If you are interested in being a member of the editorial team, please contact an editor.

Editorial Team

  • Bruce Mason, University of Oklahoma and American Association of Physics Teachers, Managing editor
  • Nancy Beverly, Mercy College, Editor
  • Juan Burciaga, Colorado College, Editorial advisor
  • Robert Hilborn, American Association of Physics Teachers, Editorial advisor

Criteria for editorial review of curricular resources for the Vetted Library

The overall purpose of the Vetted Library Review is to check that the materials:

  1. Will be of interest to instructors and encourage them to explore and engage with the Living Physics Portal.
  2. Do not have any obvious and significant scientific, formatting, grammatical, or operational errors.
  3. Include information that helps instructors use the materials effectively, particularly instructors new to teaching a physics course for the life sciences.
  4. Have a life science connection or is part of a set of resources that does.

Rubrics

The Vetted Library review is based on the following rubrics. Acceptance in the Vetted Library will be based on meeting many, but not necessarily all, of these review criteria. Some rubrics are not applicable to some content. Reviewers will look most closely at the first two rubric categories: content description and content quality. Rubrics with an asterisk must be met for inclusion of a resource in the Vetted Library.

  1. Overview: content description and basic information
    • * Do the title, highlights, and abstract accurately describe the content of the resource? Are they well written and readable? Do they convey the important aspects of the resource?
    • * Are the listed resource type(s) appropriate for the resource?
    • * Are the listed topics (physics and life sciences, optionally chemistry and math) appropriate for the resource?
    • Is the information regarding author(s) and teams involved in creating the resource correct and complete? (Reviewers should judge this to the best of their knowledge.)
  2. Files: Content and Organization
    • * Is the content organized in way that will help other faculty find and use it in their classes? Does the content grouping and division into individual items make the materials easier to understand and use? Are resource sub-groups classified as independent if they can be used on their own? Will the titles and descriptions of independent sub-groups make sense to users who find them separate from their parent resource? (For example, a title “Homework” or “Lecture Notes” alone is not sufficient for an independent sub-group.)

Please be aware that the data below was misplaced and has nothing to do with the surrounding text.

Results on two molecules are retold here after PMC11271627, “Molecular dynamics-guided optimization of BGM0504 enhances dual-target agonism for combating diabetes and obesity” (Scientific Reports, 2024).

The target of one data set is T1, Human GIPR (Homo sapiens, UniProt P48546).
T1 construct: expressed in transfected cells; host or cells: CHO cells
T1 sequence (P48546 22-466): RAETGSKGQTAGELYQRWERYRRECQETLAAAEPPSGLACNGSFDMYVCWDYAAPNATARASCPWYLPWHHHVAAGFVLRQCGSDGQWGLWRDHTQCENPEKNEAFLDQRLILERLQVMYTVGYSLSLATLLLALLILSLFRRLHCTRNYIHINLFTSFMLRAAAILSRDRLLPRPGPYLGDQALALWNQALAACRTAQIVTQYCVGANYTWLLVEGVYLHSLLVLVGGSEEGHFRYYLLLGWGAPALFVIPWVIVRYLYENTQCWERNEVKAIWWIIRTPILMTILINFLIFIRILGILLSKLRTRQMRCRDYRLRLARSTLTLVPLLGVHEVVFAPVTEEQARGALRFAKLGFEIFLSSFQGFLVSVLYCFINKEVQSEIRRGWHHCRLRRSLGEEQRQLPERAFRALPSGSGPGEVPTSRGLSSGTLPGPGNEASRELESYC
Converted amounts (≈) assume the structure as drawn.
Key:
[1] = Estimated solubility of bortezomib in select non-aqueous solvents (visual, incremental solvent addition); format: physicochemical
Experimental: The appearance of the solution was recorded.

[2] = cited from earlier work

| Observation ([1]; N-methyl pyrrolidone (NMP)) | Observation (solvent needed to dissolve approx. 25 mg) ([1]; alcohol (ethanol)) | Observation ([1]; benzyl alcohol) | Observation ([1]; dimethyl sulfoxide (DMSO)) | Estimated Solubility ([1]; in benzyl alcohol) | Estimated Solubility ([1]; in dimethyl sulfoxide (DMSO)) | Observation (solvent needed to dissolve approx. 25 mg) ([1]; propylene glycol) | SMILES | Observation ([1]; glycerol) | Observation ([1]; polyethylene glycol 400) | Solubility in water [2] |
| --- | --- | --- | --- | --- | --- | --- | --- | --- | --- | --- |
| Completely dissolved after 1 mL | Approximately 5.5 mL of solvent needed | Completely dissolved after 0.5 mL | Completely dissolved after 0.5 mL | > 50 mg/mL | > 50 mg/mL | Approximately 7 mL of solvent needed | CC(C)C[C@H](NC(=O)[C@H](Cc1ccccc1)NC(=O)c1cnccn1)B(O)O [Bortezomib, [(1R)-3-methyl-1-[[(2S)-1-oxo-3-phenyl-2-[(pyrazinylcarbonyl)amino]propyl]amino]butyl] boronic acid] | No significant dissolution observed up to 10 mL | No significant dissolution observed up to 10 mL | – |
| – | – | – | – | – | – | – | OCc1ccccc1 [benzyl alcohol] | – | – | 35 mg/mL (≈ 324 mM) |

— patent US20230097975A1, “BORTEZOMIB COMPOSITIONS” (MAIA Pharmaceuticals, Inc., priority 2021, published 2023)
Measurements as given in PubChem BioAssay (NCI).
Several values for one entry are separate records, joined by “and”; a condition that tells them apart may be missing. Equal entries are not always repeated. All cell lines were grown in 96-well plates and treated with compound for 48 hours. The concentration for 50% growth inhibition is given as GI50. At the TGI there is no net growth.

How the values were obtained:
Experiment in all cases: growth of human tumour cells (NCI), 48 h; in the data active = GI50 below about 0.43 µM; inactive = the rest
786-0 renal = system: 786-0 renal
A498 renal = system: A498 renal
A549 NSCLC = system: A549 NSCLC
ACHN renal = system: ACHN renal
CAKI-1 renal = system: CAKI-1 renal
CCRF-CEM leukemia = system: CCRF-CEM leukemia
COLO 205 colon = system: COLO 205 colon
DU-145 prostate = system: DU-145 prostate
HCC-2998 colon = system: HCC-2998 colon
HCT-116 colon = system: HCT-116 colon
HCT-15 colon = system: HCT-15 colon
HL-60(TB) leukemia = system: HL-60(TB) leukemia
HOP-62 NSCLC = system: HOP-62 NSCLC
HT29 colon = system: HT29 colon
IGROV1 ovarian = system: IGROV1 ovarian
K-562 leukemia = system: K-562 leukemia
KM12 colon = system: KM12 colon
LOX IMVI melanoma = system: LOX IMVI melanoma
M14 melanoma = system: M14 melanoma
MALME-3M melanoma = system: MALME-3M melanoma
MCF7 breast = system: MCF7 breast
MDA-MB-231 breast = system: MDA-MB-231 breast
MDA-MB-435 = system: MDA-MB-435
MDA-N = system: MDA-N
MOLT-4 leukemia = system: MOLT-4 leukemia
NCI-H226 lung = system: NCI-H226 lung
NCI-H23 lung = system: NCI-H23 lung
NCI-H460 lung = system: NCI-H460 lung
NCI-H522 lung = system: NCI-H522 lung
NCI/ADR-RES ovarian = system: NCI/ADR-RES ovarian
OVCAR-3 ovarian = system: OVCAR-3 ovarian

• * Are the physics and life sciences concepts (basically) correct?
    • * Is the content free of significant grammatical or mathematical errors and are the text, graphics, and tables readable and understandable?
    • * Does any interactive content (simulations, spreadsheets, etc.) operate well?
    • * Does the material use, refer to, or apply to life science systems?
    • Is there sufficient information to help instructors understand potentially unfamiliar models or concepts, particularly related to the life sciences. This can be in either instructor guides or as part of the content.
    • If feasible, are files provided in both editable (e.g. Word, Latex, etc.) and viewable (e.g. pdf, jpg, png) formats? If feasible, are there both student versions and instructor versions (with answer keys) of activities?
    • Has the content been uploaded to the Portal where possible, and contributed as linked web pages only where appropriate?
    • Is proper credit given to sources adapted in these materials? Are references, permissions, and copyright handled properly? (Reviewers should judge this to the best of their knowledge, but do not need to do an extensive search for related content.)
  3. Instructor Guide: Implementation & Pedagogy
    • * Do the listed pedagogical approaches and skills reflect the content in the resource set?
    • Are the equipment requirements appropriate for the resource? Are details included if different parts of the resource require different equipment?
    • Will the implementation tips and course flow information help other faculty use the content in their classes?
    • Is the information on usefulness to life science students understandable to other faculty, particularly those with limited knowledge of biological systems?
  4. Impact
    • * Will the materials attract instructors and encourage them to explore and engage with the Living Physics Portal further?
    • Does the material add new topics or pedagogy to the Portal? (This is not necessary for inclusion in the Vetted Library, but is of interest.)
    • Does the material build on or expand existing content on the Portal? (This is not necessary for inclusion in the Vetted Library, but is of interest.)
    • If the material is adapted from existing Portal content, does it  include a suitable explanation of what modifications were made and why?